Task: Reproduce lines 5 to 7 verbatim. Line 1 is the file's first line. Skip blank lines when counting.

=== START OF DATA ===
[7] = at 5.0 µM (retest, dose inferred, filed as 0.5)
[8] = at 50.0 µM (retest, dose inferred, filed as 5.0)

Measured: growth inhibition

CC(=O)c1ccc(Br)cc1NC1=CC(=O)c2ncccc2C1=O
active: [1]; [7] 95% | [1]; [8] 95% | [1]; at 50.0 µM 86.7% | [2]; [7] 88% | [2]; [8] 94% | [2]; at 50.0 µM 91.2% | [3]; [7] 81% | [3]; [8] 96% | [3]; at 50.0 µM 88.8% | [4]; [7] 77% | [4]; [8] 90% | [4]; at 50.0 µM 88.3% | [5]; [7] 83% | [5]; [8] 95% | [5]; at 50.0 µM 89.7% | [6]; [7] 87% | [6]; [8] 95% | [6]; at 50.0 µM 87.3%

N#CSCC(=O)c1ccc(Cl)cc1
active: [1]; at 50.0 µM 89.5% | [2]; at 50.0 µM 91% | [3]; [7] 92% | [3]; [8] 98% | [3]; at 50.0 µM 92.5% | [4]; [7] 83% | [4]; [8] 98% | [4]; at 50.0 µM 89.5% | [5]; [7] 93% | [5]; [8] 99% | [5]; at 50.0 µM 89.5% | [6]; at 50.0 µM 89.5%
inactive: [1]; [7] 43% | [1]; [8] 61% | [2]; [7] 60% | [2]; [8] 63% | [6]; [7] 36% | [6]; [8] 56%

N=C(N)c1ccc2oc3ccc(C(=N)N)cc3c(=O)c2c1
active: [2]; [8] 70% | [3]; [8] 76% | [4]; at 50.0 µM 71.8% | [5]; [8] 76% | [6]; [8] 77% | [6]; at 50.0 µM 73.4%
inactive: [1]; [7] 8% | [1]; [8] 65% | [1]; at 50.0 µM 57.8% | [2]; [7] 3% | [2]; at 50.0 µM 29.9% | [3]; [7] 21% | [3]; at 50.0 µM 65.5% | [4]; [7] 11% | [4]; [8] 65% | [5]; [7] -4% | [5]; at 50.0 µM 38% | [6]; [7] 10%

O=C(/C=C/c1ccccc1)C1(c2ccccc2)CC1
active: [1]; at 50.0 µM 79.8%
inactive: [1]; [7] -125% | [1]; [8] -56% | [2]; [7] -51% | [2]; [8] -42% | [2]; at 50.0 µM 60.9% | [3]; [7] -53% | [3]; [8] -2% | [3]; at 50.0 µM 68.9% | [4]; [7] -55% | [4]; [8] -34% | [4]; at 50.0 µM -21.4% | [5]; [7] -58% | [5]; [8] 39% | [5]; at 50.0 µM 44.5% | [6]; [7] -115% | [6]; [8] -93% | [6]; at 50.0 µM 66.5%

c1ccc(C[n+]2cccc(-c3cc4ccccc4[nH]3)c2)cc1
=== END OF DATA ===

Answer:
active: [1]; [7] 95% | [1]; [8] 95% | [1]; at 50.0 µM 86.7% | [2]; [7] 88% | [2]; [8] 94% | [2]; at 50.0 µM 91.2% | [3]; [7] 81% | [3]; [8] 96% | [3]; at 50.0 µM 88.8% | [4]; [7] 77% | [4]; [8] 90% | [4]; at 50.0 µM 88.3% | [5]; [7] 83% | [5]; [8] 95% | [5]; at 50.0 µM 89.7% | [6]; [7] 87% | [6]; [8] 95% | [6]; at 50.0 µM 87.3%

N#CSCC(=O)c1ccc(Cl)cc1
active: [1]; at 50.0 µM 89.5% | [2]; at 50.0 µM 91% | [3]; [7] 92% | [3]; [8] 98% | [3]; at 50.0 µM 92.5% | [4]; [7] 83% | [4]; [8] 98% | [4]; at 50.0 µM 89.5% | [5]; [7] 93% | [5]; [8] 99% | [5]; at 50.0 µM 89.5% | [6]; at 50.0 µM 89.5%